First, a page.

Learn to count with Snakes and Ladders

I want to tell you about the benefits of snakes and ladders and how it is great for teaching children about numbers and the number system.

But people don’t like maths.

The website’s analytics data prove it. Write about creativity? Lots of engagement. Write about maths? Not so much.

I’m running a business, so why do I do it to myself? I must still have a bit of that earnest teacher streak in me. Take your medicine. It’s good for you.

If you don’t want the spoonful of cod liver oil, here’s the tl;dr:

  1. Play snakes and ladders
  2. Stick a ‘hundred square’ on your fridge door

Still here?

Great! Let’s take a deeper look at an all-time classic game.

Snakes and ladders

What’s the secret? Why do children still love snakes and ladders?

There is the whole caper of it, the thrill of the ladder, the dread of the snake. And the impotent fury when you reach the end but fail to throw the right number to finish and watch your brother overtake you on the line.

But there’s more to it than just fun and family feuds.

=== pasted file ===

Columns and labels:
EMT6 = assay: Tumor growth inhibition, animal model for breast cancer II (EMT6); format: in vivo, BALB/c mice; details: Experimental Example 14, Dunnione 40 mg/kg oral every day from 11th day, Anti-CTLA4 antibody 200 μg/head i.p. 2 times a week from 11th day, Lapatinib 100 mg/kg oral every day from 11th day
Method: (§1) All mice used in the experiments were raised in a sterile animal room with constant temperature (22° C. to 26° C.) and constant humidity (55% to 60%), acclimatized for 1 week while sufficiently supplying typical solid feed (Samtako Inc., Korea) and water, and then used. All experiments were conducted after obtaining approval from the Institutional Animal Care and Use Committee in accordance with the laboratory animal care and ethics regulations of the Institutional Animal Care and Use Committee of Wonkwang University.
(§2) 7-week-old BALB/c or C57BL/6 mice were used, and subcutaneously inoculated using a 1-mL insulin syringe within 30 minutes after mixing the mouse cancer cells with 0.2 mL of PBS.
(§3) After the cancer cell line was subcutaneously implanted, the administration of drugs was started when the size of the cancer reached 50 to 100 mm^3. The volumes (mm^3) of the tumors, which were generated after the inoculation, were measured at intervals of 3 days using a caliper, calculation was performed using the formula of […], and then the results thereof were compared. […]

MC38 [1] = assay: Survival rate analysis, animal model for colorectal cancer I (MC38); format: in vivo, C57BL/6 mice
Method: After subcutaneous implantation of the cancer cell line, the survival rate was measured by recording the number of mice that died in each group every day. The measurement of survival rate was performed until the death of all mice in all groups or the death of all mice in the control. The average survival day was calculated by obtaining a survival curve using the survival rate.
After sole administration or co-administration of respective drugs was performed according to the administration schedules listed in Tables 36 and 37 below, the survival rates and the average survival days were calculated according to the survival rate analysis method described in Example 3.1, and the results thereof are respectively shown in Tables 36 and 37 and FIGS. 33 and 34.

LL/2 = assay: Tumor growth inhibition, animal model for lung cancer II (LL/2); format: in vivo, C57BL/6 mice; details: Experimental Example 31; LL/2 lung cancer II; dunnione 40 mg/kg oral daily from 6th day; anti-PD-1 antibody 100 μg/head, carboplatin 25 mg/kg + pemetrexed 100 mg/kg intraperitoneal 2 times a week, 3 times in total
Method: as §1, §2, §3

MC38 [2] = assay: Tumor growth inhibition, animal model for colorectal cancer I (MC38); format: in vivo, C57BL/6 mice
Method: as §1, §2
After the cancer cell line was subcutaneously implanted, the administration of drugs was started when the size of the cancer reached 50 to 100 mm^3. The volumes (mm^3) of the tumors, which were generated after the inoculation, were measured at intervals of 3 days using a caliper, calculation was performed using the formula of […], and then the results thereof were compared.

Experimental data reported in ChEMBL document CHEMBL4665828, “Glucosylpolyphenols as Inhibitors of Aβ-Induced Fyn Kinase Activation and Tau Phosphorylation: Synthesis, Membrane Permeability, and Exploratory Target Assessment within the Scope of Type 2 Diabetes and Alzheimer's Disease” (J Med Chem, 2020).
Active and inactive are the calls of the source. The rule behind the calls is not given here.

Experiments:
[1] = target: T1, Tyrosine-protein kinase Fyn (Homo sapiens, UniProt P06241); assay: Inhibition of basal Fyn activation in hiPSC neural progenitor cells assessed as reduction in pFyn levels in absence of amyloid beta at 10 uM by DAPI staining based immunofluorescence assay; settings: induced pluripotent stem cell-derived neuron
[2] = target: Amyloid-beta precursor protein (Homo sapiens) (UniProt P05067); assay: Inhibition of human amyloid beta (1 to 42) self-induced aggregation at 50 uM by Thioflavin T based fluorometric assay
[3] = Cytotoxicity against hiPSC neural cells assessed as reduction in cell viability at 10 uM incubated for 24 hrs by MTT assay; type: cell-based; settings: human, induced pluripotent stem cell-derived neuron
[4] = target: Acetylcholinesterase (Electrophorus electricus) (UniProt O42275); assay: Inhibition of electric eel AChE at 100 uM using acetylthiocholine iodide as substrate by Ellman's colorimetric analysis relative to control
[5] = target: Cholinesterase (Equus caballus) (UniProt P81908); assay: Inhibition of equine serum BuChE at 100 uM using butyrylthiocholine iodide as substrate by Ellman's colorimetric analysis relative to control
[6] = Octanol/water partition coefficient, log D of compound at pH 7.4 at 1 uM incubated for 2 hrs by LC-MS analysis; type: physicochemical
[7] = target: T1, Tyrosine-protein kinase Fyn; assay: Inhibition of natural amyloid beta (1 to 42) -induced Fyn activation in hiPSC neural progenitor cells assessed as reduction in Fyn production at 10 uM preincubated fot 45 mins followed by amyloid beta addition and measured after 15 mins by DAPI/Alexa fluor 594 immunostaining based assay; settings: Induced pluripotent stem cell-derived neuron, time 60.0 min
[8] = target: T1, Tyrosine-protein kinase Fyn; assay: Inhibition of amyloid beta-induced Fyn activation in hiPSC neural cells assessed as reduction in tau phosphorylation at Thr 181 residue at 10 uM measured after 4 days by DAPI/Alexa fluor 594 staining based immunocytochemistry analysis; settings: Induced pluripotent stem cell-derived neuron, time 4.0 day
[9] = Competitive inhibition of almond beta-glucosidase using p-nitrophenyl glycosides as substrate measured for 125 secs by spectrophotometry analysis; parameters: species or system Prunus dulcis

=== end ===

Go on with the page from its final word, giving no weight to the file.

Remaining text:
Games with rules

Are you a good loser – or a bad one?

Can you wait your turn?

Do you cheat?

As adults, we know that how you play is who you are.

When games have rules, they also open up the possibility of developing strategy. Games for the youngest children have very little scope for this. All you can do is roll the die and hope for a ‘six’.

But in hoping for a ‘six’ you start to get the sense that there is something you could do to improve your chances. It starts with superstition – maybe blowing on the dice before you roll them would work? Or, and who hasn’t tried this one, hold the die with the ‘six’ facing up and try to drop it flat so that it doesn’t roll.